Sunday, July 25, 2010

Red alert

Over the last few nights the foxes have been a bit unruly. Days, too. Broad daylight at any time in fact. Honestly, you'd think they'd have a little more respect, but they're brazen creatures, wandering down the drive, saying hi. Gazing into the chicken house and commenting on the condition of our hens. We've seen them out at all hours, yapping and barking, crossing the paddocks, encouraged by the bracken cover, encouraged by the rabbit population explosion and encouraged by lambs breaking out all over the place. Dripping with courage, in fact. This is why we got Orion (the Hunter) and his faithful companion, Sirius (although not terribly dog-like a good guard animal nonetheless). They are known locally as Ori and Siri.

Alpacas don't like foxes. They don't like dogs either or anything strange in their territory. They even intimidate the cats. They put their heads down and lope over like graceful camels to investigate, confidently radiating a quiet "What's all this, then?" attitude. They are camelids, in fact, which is why we also call them the Camel-lads. They will not generally negotiate, their procedure for dealing with threats to their flock is to bite first, ask questions later. Sometimes they vary the response by spitting although this usually occurs when they feel personally threatened. It's very effective. It's also very smelly.

All our neighbours with sheep also have alpacas, this is Goofy keeping regal watch over his Dorper x Damara flock and their new lambs. He's a big alpaca and very hard to shear. We assisted the bemused owner and our shearer to restrain him last year whilst he screamed blue murder all the while. He wasn't hurt at all but much spitting was done. He felt better afterwards of course, as it was very hot, but he really resented the restriction of his freedom and would be lethal to foxes.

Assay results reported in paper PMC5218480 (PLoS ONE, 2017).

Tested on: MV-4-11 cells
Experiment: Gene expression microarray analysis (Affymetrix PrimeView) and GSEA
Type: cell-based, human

Every evening our own alpacas round up their charges - currently our breeding ewes - and keep watch for danger. They're very good at it, almost too good sometimes. The other night SO watched a fox come down the hill into the home paddock and went to get his gun. In the moments it took him to get back the camel lads had seen the fox off and were standing at the fence watching him go. By then he was too high on the hill to have a shot at.

We lay in bed last night listening to a vixen screaming for her mate, or perhaps at her mate. This was after several freezing hours scanning the hills for them with no success. Recently SO stalked a young male all the way to the pine forest, but a lot of the time the lad sat and looked at him insolently, which was when SO discovered the rifle sight was out. We were standing on the road this afternoon chatting to our neighbour, as you do, about this very subject. His sheep are lambing and he's heard and hunted foxes every single night. Just as we were discussing this I heard myself say "There goes one now!" as a big, red dog fox made it's way across the hill full of the neighbour's lambs playing innocently and unaware. He was no doubt looking for afternoon tea. I worry about the lambs constantly. Ours are yet to come and there have already been many losses this year.

Still, at least the alpacas are on guard.